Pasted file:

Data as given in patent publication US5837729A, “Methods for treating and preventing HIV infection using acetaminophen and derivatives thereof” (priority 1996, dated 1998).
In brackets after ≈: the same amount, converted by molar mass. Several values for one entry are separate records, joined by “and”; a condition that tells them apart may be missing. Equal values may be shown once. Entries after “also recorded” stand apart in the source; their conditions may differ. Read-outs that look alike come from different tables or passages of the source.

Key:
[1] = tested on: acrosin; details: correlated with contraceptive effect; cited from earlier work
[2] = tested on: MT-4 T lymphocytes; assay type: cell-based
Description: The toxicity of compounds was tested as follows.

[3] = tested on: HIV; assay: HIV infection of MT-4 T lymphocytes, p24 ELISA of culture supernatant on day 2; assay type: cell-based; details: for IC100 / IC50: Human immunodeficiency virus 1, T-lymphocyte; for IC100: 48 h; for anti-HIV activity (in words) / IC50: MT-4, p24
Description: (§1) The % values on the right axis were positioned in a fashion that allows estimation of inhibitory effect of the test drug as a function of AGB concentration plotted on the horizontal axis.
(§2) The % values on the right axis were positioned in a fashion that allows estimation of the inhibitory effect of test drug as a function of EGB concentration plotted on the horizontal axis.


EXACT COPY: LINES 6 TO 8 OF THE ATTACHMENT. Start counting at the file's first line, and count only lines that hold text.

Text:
Description: The toxicity of compounds was tested as follows.

[3] = tested on: HIV; assay: HIV infection of MT-4 T lymphocytes, p24 ELISA of culture supernatant on day 2; assay type: cell-based; details: for IC100 / IC50: Human immunodeficiency virus 1, T-lymphocyte; for IC100: 48 h; for anti-HIV activity (in words) / IC50: MT-4, p24
Description: (§1) The % values on the right axis were positioned in a fashion that allows estimation of inhibitory effect of the test drug as a function of AGB concentration plotted on the horizontal axis.